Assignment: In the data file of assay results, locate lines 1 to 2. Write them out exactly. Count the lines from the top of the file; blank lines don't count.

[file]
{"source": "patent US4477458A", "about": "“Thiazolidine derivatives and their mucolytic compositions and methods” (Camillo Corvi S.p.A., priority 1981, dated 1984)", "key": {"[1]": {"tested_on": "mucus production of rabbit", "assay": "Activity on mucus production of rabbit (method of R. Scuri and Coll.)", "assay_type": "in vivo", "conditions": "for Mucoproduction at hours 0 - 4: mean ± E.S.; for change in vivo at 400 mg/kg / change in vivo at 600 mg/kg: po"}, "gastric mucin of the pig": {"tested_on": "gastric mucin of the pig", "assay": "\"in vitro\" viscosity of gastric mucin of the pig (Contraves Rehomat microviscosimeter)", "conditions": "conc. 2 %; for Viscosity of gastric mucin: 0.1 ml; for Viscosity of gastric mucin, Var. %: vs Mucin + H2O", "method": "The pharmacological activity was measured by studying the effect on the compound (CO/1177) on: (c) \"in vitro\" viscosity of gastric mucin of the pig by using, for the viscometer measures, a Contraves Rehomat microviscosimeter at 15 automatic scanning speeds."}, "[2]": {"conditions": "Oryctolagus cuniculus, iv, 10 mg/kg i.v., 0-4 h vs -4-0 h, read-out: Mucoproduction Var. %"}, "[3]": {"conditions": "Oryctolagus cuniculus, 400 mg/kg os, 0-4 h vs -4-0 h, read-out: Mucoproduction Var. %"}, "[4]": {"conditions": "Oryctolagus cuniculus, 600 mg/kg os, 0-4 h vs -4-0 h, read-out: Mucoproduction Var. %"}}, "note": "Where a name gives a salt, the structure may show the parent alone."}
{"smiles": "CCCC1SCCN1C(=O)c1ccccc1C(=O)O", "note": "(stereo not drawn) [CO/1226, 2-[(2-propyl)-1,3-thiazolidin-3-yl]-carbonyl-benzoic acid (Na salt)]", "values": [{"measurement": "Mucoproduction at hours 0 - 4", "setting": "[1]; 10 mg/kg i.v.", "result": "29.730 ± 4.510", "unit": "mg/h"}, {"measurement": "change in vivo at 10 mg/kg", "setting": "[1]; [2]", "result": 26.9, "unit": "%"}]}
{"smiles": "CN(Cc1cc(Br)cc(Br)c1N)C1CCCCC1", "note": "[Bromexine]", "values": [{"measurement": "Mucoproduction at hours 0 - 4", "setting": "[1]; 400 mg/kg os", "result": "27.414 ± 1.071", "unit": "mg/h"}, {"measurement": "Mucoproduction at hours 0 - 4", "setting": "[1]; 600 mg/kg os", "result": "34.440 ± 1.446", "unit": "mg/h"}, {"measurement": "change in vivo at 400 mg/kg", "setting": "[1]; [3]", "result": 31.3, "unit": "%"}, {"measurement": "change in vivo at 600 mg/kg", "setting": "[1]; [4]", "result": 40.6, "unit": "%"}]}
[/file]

{"source": "patent US4477458A", "about": "“Thiazolidine derivatives and their mucolytic compositions and methods” (Camillo Corvi S.p.A., priority 1981, dated 1984)", "key": {"[1]": {"tested_on": "mucus production of rabbit", "assay": "Activity on mucus production of rabbit (method of R. Scuri and Coll.)", "assay_type": "in vivo", "conditions": "for Mucoproduction at hours 0 - 4: mean ± E.S.; for change in vivo at 400 mg/kg / change in vivo at 600 mg/kg: po"}, "gastric mucin of the pig": {"tested_on": "gastric mucin of the pig", "assay": "\"in vitro\" viscosity of gastric mucin of the pig (Contraves Rehomat microviscosimeter)", "conditions": "conc. 2 %; for Viscosity of gastric mucin: 0.1 ml; for Viscosity of gastric mucin, Var. %: vs Mucin + H2O", "method": "The pharmacological activity was measured by studying the effect on the compound (CO/1177) on: (c) \"in vitro\" viscosity of gastric mucin of the pig by using, for the viscometer measures, a Contraves Rehomat microviscosimeter at 15 automatic scanning speeds."}, "[2]": {"conditions": "Oryctolagus cuniculus, iv, 10 mg/kg i.v., 0-4 h vs -4-0 h, read-out: Mucoproduction Var. %"}, "[3]": {"conditions": "Oryctolagus cuniculus, 400 mg/kg os, 0-4 h vs -4-0 h, read-out: Mucoproduction Var. %"}, "[4]": {"conditions": "Oryctolagus cuniculus, 600 mg/kg os, 0-4 h vs -4-0 h, read-out: Mucoproduction Var. %"}}, "note": "Where a name gives a salt, the structure may show the parent alone."}
{"smiles": "CCCC1SCCN1C(=O)c1ccccc1C(=O)O", "note": "(stereo not drawn) [CO/1226, 2-[(2-propyl)-1,3-thiazolidin-3-yl]-carbonyl-benzoic acid (Na salt)]", "values": [{"measurement": "Mucoproduction at hours 0 - 4", "setting": "[1]; 10 mg/kg i.v.", "result": "29.730 ± 4.510", "unit": "mg/h"}, {"measurement": "change in vivo at 10 mg/kg", "setting": "[1]; [2]", "result": 26.9, "unit": "%"}]}